Machine Learning (Natural Language Processing - NLP) : Sentiment Analysis II
In my previous article (Machine Learning (Natural Language Processing - NLP) : Sentiment Analysis I), we learned about the bag-of-words model and tf-idfs.
In this article, we are going to see how we split the text corpora into individual elements. In other words, we need to tokenize documents into individual words by splitting the cleaned document at its whitespace characters.
Then, we will train a logistic regression model to classify the movie reviews into positive and negative reviews.
Also, we need to learn how to handle real world's big datasets.
Natural Language Processing (NLP): Sentiment Analysis I (IMDb & bag-of-words)
Natural Language Processing (NLP): Sentiment Analysis II (tokenization, stemming, and stop words)
Natural Language Processing (NLP): Sentiment Analysis III (training & cross validation)
Natural Language Processing (NLP): Sentiment Analysis IV (out-of-core)
Here is our dataset we introduced in the previous article:
Before we build our bag-of-words model, we may want to clean up our movie review dataset by stripping it of all unwanted characters.
As the first step, we want to test with the last 300 characters from the first document in the reshuffled movie review dataset:
As we can see from the output, the text contains punctuation as well as HTML and other characters.
While HTML markup does not contain much useful semantics, punctuation marks can represent useful NLP contexts. However, just for now, we may want to remove all punctuation marks while keeping emoticon characters such as ":)" since those are certainly useful for sentiment analysis.
To accomplish the task, we're going to use regular expression (regex) library, re, as shown below:
Using the first regex <[^>]*>, we can remove the entire HTML markup. Then, we use a little bit more complex regex to find emoticons, which we temporarily stored as emoticons. Next, we remove all non-word characters from the text using the regex [\W]+, and converted the text into lowercase characters. Then, we're eventually adding the temporarily stored emoticons to the end of the processed document string. Finally, we remove the nose character(-) from the emoticons for consistency.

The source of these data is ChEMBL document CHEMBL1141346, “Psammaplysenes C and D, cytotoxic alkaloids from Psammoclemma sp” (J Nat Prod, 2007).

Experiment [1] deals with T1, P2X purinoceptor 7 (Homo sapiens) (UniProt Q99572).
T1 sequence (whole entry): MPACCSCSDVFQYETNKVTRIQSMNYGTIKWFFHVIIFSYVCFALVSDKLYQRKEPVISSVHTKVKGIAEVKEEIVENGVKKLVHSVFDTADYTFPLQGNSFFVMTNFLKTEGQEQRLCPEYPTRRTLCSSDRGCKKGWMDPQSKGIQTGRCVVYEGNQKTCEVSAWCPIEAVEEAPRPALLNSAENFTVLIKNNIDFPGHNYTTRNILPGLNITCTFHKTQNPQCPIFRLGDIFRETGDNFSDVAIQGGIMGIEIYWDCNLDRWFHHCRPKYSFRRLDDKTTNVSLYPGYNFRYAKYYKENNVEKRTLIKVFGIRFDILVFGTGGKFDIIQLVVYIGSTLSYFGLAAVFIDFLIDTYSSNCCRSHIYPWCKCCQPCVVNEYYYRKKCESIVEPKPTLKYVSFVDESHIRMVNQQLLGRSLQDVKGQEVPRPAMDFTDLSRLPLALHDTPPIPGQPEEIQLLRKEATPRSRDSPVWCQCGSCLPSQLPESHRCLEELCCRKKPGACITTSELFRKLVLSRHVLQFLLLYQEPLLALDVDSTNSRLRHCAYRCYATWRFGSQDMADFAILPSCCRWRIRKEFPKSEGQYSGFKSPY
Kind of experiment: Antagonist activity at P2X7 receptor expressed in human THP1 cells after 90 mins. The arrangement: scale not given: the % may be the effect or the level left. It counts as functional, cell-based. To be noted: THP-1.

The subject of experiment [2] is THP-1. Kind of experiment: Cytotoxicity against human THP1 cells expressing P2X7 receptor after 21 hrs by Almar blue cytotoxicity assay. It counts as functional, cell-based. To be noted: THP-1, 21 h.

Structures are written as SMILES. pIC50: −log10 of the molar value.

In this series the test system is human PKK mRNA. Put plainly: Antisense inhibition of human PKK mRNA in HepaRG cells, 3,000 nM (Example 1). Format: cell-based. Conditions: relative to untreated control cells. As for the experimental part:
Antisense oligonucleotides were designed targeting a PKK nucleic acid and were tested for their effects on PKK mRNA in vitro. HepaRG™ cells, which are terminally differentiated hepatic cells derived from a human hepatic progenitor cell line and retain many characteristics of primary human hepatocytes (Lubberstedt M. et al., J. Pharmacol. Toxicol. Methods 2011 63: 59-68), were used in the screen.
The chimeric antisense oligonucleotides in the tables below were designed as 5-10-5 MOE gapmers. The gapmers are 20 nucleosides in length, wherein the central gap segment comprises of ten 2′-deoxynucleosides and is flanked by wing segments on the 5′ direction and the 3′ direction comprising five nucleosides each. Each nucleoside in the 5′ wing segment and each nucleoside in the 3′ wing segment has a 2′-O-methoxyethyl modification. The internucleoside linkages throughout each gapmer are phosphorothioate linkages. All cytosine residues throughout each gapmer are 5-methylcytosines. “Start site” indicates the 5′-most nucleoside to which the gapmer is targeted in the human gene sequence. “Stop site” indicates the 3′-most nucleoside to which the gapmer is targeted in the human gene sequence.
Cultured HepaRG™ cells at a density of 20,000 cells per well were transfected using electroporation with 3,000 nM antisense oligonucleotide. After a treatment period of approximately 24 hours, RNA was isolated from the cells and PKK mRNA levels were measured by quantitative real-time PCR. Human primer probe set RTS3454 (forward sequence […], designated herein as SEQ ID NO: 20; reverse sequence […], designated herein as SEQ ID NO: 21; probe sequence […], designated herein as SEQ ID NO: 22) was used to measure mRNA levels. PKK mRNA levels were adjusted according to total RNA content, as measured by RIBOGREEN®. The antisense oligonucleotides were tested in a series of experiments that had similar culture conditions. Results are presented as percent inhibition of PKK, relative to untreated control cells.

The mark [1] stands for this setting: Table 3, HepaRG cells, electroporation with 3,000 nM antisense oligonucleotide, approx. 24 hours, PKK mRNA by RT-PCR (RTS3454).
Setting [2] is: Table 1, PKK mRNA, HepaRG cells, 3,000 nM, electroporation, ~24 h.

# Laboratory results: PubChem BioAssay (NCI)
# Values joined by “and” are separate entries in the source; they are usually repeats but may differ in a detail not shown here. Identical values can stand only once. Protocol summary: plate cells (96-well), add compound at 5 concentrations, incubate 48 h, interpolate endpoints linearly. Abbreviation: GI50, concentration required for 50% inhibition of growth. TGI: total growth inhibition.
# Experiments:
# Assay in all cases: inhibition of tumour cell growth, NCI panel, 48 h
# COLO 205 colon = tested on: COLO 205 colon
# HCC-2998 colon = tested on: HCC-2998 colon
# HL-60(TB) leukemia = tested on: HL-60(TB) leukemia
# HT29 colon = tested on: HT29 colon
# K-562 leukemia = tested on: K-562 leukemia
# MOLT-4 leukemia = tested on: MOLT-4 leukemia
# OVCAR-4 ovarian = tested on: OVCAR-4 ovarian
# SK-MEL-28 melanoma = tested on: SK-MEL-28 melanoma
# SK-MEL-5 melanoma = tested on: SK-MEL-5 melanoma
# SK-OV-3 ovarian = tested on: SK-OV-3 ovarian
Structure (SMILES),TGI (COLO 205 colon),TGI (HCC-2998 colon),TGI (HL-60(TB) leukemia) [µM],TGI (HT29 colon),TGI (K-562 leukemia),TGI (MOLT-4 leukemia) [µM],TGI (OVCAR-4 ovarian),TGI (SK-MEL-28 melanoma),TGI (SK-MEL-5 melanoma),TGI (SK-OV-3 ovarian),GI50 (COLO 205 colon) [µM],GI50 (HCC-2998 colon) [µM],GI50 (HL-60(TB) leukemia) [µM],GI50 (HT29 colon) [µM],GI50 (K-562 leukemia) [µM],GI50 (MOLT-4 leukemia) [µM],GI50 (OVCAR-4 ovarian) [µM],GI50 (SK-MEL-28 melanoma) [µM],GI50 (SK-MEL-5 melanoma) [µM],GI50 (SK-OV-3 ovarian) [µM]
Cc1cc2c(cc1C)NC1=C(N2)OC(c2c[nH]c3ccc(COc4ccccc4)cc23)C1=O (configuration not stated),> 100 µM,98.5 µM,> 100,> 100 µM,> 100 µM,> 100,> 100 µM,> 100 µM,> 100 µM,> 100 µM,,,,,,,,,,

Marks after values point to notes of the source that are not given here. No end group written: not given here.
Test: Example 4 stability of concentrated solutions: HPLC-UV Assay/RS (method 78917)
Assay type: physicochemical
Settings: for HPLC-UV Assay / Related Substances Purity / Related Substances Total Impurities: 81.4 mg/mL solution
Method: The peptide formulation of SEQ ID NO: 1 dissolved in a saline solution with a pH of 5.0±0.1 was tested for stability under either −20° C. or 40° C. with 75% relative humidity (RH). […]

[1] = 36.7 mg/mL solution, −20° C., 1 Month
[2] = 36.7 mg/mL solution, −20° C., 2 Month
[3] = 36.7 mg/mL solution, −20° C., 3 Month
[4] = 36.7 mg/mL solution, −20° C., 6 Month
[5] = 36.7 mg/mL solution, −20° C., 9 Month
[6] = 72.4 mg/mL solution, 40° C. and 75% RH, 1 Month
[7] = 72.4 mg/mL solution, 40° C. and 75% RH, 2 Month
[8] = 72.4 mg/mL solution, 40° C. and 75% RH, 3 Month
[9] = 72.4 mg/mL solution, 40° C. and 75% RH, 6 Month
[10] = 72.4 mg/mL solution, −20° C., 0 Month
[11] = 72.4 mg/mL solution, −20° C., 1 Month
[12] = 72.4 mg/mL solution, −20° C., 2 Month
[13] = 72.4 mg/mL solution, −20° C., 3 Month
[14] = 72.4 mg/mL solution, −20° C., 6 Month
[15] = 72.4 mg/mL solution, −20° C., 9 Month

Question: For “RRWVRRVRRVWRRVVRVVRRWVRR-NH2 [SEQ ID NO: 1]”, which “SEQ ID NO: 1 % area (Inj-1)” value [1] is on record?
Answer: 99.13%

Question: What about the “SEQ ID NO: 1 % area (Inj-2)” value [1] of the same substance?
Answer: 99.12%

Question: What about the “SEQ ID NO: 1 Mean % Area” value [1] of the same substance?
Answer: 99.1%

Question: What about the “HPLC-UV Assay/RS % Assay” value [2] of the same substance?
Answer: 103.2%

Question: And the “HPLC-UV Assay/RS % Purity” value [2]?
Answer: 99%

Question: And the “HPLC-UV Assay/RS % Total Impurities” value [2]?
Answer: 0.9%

Let's check if our clean-up works correctly:
Now we need to apply the preprocessor to all of our movie reviews in our DataFrame:
Tokenization is the process of breaking up a stream of text into words, phrases, or other meaningful elements called tokens.
The tokens are then used as an input for parsing or text mining.
Usual way of tokenizing documents is to split them into individual words using whitespace delimiter:
Stemming transforms a word into its root form that allows us to map related words to the same stem.
We'll use Porter stemming algorithm from Natural Language Toolkit for Python (NLTK, http://www.nltk.org ):
The Porter stemming algorithm is probably the oldest and simplest stemming algorithm.
Other popular stemming algorithms include the newer Snowball stemmer (Porter2 or "English" stemmer) or the Lancaster stemmer (Paice-Husk stemmer), which is faster but also more aggressive than the Porter stemmer.
Those alternative stemming algorithms are also available through the NLTK package (http://www.nltk.org/api/ nltk.stem.html).
Snowball stemmer example:
Lancaster stemmer example:
Stop words usually refer to the most common words in a language, there is no single universal list of stop words used by all natural language processing tools, and indeed not all tools even use such a list. Some tools specifically avoid removing these stop words to support phrase search - wiki
Stop-words are those words that are extremely common in all sorts of texts and likely bear little useful information that can be used to distinguish between different documents.
Examples of stop-words are is, and, has, and so on.
NLTK library provides the set of 127 English stop-words, and we're going to use it to remove stop-words from the movie reviews:
Github Jupyter notebook is available from Sentiment Analysis
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